The ontologically indeterminate nature of homo sapiens as cultural-historical primate.* This does not refer to a concept of "human nature" as commonly thought of.  The admittedly heuristic concept of the Cartesian Death Star is critical if we are to clear the ground for thinking the historicity and enormously complex variability of really existing humans, all of which unfolds in the post-speciation era.** (on the variability of really existing humans, see Dupre.)

Figure 3. cognitive developmental modalities* that span the history of the tribe hominini (cognitive-linguistic cardinality)

canThe Quantum Heterogeneity of Dasein in the context of Merlin Donald, A Mind So Rare, Table 7.1,p. 260; Piaget; and Vygotsky (apologies to George Cantor)

אi
i =  4  internet and extended mind
i =  3  Foucault (Hegel, Nietzsche . .
i =  2  Formal operational
i =  1  Concrete operational
i =  0  Pre-operational/oral-mythic
i = -1  Mimetic/gestural
i = -2  primate

*Michael Cole, Cynthia Lightfoot, and Sheila R. Cole, The Development of Children (Worth Publishers, 2009)

*Merlin Donald, A Mind So Rare: the Evolution of Human Consciousness (W.W. Norton, 2001)


*from Sue Taylor Parker and Michael L. McKinney, The Origins of Intelligence: the Evolution of Cognitive Development in Monkeys, Apes, and Humans (Johns Hopkins University Press, 1999)


[Merlin] Donald . . .  proposes successive levels of mental adaptation (all of which persist in humans): (1) the episodic culture of monkeys and apes, (2) the mimetic culture of Homo erectus, (3) the mythic culture of modern Homo sapiens, and (4) the theoretic cultures of literate humans. (pp. 275-6; emphasis added)



Donald Trump Talks Like a Third-Grader.  (Politico, August 13, 1915.) 

For presidential hopefuls, simpler language resonates: Trump tops GOP field while talking to voters at fourth-grade level, (Boston Globe, Auguast 20, 2015). 




* from Lambros Malafouris and Colin Renfrew, How Things Shape the Mind : A Theory of Material Engagement (MIT Press, 2013), p. 241

If the intrinsically plastic human brain undergoes constant change subject to various developmental, environmental, and cultural factors, it cannot simply be assumed that “anatomically modern human intelligence” refers to a fixed and stable speciation event. As we saw in chapter 3, for Material Engagement Theory the hallmark of human cognitive evolution is metaplasticity—that is, ever-increasing extra-neural projective flexibility that allows for environmentally and culturally derived changes in the structure and functional architecture of our brain.

** from (Colin Renfrew, "Neuroscience, evolution and the sapient paradox: the factuality of value and of the sacred," Philos Trans R Soc Lond B Biol Sci. 2008 Jun 12; 363(1499): 2041–2047.):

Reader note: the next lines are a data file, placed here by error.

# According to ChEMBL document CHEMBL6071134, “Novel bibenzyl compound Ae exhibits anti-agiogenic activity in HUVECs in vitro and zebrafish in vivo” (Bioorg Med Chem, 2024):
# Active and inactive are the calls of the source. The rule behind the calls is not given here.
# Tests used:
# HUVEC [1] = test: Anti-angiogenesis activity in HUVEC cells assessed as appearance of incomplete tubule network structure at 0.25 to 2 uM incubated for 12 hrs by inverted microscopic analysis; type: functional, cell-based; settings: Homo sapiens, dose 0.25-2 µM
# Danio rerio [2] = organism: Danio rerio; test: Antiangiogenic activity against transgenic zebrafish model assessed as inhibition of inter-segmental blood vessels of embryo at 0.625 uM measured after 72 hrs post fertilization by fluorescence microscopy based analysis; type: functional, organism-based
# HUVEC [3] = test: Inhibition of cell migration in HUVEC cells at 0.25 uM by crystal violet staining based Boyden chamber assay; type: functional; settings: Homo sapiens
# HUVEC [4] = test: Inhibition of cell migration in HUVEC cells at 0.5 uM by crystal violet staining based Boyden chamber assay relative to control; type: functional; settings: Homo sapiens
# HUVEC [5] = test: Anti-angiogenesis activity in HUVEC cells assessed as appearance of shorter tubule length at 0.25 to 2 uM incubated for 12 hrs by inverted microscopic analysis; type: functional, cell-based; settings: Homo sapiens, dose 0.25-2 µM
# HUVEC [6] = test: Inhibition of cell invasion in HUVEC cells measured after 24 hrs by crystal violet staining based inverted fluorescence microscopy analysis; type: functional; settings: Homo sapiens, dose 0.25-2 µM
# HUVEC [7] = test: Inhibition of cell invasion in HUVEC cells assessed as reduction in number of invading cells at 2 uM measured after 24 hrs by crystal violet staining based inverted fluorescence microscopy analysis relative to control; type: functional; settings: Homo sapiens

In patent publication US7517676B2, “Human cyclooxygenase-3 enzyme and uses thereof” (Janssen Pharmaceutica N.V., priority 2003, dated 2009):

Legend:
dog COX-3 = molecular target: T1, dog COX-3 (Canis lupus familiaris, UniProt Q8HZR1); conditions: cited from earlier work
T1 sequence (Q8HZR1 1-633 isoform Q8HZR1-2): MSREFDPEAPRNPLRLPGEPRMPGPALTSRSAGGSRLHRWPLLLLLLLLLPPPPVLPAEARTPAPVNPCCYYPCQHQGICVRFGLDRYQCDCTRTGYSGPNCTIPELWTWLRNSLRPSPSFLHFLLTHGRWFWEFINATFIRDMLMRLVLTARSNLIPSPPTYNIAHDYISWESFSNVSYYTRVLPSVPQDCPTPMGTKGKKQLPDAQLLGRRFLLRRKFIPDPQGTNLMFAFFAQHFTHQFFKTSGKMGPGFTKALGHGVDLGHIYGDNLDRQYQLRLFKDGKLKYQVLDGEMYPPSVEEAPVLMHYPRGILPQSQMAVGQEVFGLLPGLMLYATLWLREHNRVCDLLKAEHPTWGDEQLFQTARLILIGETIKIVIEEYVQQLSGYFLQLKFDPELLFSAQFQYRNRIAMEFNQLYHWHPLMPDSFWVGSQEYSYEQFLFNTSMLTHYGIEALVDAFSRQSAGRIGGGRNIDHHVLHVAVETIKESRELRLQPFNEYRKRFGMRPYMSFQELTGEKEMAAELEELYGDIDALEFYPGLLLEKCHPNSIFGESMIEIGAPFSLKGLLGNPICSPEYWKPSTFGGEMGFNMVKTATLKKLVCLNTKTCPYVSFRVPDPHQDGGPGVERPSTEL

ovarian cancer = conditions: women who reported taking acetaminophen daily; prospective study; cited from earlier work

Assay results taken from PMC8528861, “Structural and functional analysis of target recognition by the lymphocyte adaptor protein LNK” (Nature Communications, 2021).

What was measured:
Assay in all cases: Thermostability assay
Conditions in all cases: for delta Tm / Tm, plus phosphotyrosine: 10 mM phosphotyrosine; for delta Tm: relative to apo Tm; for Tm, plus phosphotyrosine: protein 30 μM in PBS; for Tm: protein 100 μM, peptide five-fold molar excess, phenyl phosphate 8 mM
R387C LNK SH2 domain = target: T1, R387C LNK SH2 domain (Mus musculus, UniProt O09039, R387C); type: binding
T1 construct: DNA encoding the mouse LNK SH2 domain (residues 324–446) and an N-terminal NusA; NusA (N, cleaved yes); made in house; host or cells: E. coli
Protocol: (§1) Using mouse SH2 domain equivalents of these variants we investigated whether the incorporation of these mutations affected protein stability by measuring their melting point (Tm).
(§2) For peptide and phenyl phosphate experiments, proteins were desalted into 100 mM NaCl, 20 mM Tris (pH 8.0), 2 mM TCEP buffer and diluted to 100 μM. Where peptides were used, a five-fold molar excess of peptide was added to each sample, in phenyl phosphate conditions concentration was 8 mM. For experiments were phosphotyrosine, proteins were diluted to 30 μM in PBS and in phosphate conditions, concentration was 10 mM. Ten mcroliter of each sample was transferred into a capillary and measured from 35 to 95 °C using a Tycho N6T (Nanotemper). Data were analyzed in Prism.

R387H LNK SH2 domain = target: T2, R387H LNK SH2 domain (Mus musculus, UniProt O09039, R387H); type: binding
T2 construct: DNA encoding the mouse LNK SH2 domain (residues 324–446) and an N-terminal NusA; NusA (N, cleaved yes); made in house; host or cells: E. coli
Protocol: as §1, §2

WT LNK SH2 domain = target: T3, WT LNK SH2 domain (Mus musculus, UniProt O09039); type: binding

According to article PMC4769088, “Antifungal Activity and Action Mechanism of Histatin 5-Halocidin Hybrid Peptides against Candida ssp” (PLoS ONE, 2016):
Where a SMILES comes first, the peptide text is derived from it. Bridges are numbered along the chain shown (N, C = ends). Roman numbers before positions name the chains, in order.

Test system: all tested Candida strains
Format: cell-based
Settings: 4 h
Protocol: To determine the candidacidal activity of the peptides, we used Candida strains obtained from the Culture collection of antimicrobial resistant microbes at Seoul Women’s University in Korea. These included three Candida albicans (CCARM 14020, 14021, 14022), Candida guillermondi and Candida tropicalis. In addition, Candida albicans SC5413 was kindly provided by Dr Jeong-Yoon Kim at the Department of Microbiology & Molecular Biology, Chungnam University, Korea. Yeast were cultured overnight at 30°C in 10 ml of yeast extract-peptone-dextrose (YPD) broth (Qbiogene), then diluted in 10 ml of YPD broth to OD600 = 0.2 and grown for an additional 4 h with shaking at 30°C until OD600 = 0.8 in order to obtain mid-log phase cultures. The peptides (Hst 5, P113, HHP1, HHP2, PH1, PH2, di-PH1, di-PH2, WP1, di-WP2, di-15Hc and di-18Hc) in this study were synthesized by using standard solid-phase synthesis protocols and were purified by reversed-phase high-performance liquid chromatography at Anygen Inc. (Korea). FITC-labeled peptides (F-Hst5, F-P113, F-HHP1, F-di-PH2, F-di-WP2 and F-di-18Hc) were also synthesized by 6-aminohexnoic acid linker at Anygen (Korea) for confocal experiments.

What we may term the ‘speciation phase’ of human evolution (Renfrew 2006, p. 224, 2007a, p. 94), the period when biological and cultural coevolution worked together to develop the human genome and the human species, as we know it, was fulfilled already 60 000 years ago. This implies that the basic hardware—the human brain at the time of birth—has not changed radically since that time.

from Muriel Combes, Gilbert Simondon and the Philosophy of the Transindividual (MIT Press, 2013), pp. 2-3

When we retrace the genesis of physical and biological individuals or of psychic and collective reality, we always focus on the becoming of being, precisely because it is being that is individuated.  As such, being can only be adequately known from its middle, by seizing it at its center (by way of the operation of individuation and not on the basis of the term of this operation).  Simondon's approach entails a substitution of ontogenesis for traditional ontology, grasping the genesis of individuals within the operation of individuation as it is unfolding.



Figure 4.  The Quantum Heterogeneity of Dasein: Five Genetic Ontologies

"Simondon's approach entails a substitution of ontogenesis for traditional
ontology, grasping the genesis of individuals within the operation of
individuation as it is unfolding."


Genetic Ontology
Sources
(Full page here)
Primate
   Dominance and Deference; Patrimonialism
Mazur, deWaal, Wrangham . . .
Paleolithic
   Dynamic Egalitarianism
Whiten, Descola, Chase, Price . . .
Ressentiment & the Mechanisms of Defense/
the Atwater-Lacan Signifying Chain (the dark energy of politics)
   Patrimonialism; Despotic regime;
   Racism; Nationalism; Fascism
Freud, Nietzsche, Klein, Foucault, Deleuze & Guattari, Clarke, Paxton, Knox . . .
Bildung & the Will to Power (Jouissance)
   the übermensch
   Progressive Narcissism; Individuation;

   Progressivism, Socialism, Communism
   the UAW and the Keynesian Elite
Schiller, Hegel, Nietzsche, Vygotsky, Piaget, Kohut, Alcorn . . . Lacan . . . Simondon, Stiegler
Nihilism & the Last Man
   Regressive Narcissism and the   
   Culture of Consumption; Repressive
   Desublimation; Disindividuation;  
   Neoliberalism
Nietzsche, Foucault, Deleuze & Guattari, Hall, Ehrenberg, Stiegler, Illouz, Marcuse . . . Didion . . . 



the Heart of Darkness: Donald Trump and The Lacan-Atwater Signifying Chain

Figures 1, 2 and 3 (and
Donald Trump Talks Like a Third-Grader) only get us so far.  Cognitive development is usually thought of antiseptically as operations occurring in an emotional void (Piaget).  But the Trump performance taps into and gives expression to the heart of darkness that is itself both a product of civilization and something, perhaps more deeply rooted (Klein), that is amplified by civilization (Ninivaggi*), worked up sometimes into a frenzy of rage and other-direct hate, of exterminatory violence.  The Trump performances--the audience, the cultural-historical context, and Trump himself as a therapeutic object--the proto-Dorian convention; Lacan-Atwater Signifying Chain; demonization, transcendental violence (Paxton)--this is our heart of darkness.